Women's Swimming and Diving Three-Peats at HYP Meet

One doesn’t normally associate hat tricks with swimming and diving, but the Harvard women’s swimming and diving scored a rare three-peat, winning the HYP meet for the third year in a row. The victory over Yale and Princeton at the Robert J.H. Kiphuth Exhibition Pool marks the end of Ivy League competition for the Crimson this season.

Harvard started off strong on Saturday, winning seven of nine events, and its success bled into Sunday, when it continued to outpace its competitors.

“We started out going in with a really good attitude,” said junior co-captain Deirdre Clute. “We had a great team meeting about how we were going to fight no matter what and stick to what we know we do well which is have fun and just fight to the end.”

The Crimson victories began with the three-meter dive, where freshman Elina Leiviska and junior Schuyer Moore’s took first and second place, respectively. Both also placed in the one-meter dive Sunday morning, taking second and sixth place, with senior teammate Alex Stanton finishing fourth.

Harvard’s 200 medley relay teams placed first and third Saturday evening. The first group of swimmers included sophomore Danielle Lee, senior Sara Li, sophomore Kendall Crawford, and freshman Victoria Chan, who touched the wall at 1:43.12.


“There’s no better feeling than winning a relay,” said Clute, who swam in the second relay foursome. “First of all you’re watching as the race progresses and you’re cheering on your teammates which is always so exciting.”

The Crimson swept the podium at the 200 free, led by Chan. The freshman was closely followed by sophomore Margaret Ramsey, classmate Daniela Johnson and junior Sarah Sumner, who came in second, third and fourth.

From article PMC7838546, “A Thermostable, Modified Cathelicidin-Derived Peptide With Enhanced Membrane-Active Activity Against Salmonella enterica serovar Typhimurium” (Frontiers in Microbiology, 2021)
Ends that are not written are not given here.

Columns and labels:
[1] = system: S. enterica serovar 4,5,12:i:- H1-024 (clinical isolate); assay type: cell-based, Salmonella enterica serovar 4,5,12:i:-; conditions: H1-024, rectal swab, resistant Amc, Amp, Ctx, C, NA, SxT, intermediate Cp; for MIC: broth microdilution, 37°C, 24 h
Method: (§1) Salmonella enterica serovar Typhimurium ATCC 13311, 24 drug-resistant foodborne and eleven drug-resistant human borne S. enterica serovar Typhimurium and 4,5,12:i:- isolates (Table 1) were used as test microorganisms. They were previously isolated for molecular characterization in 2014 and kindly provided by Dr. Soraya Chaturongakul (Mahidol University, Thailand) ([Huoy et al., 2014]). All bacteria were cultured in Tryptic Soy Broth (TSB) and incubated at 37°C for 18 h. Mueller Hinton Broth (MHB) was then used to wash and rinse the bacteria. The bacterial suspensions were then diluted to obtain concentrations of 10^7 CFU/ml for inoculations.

“What we’ve really focused on is making sure that every person plays their role and pulls their weight,” Clute said. “It’s cool to see that in situations like this, maybe we don’t have one stand out, but we have four people that are going to get in the race and race their hearts out.”

Lee finished the 100-backstroke in first place at 54.42, just ahead of freshman Marissa Cominelli and Crawford, who placed third and fourth. In other action, junior Stephanie Ferrell placed first in the 100 breaststroke, and junior co-captain Danielle Schulkin finished third in the 200 butterfly.

Strong performances from underclassmen, Clute said, have given the team the physical spark Harvard used to its advantage this weekend. They have improved morale on the team throughout the season, according to Clute, bringing a sense of energy and enthusiasm to the pool.

“We have amazingly talented freshmen and sophomores across the board, but really it’s just great attitude that helps the team the most,” Clute said. “They come into every meet, and their excitement is just so tangible that it spreads to the rest of the team. I think that, paired with the wisdom and maturity of the upperclassmen make a great duo when it comes to big, stressful meets like this.”

On Sunday, Harvard controlled Yale’s pool as well. Lee once again took first in the 200 backstroke at 1:58.19, giving her three first-place finishes in the meet. Ferrell won the 200 breaststroke at 2:19.51, and sophomore Sherry Liu took first in the 500 freestyle.

Harvard ended the weekend taking first in the 400 freestyle relay, with the foursome of Chan, Sumner, Johnson and Li, a group who all brought home additional victories throughout the meet.

“I’m totally biased but I think we definitely have the most spirit on pool deck, and as captain that makes me so proud,” Schulkin said. “It’s just a fun team to be on, and when you’re having fun you’re going to swim fast. It makes the sport and it makes being on the team more meaningful in a lot of ways.”

Next weekend, part of the team will compete at the Virginia Tech Invitational in Blacksburg, while the remaining swimmers and divers will rest in preparation for the Ivy League Championship on Feb. 20.

“I think we’re going to see a ton of really fast times [at Ivies],” Schulkin said. “This weekend we were going pretty fast, but we definitely have the ability to go extremely fast, and I think that is about to come. I’m not going to make any predictions because I want us to go in with a fighter’s attitude and the underdog’s attitude.

—Staff writer Orlea L. Miller can be reached at


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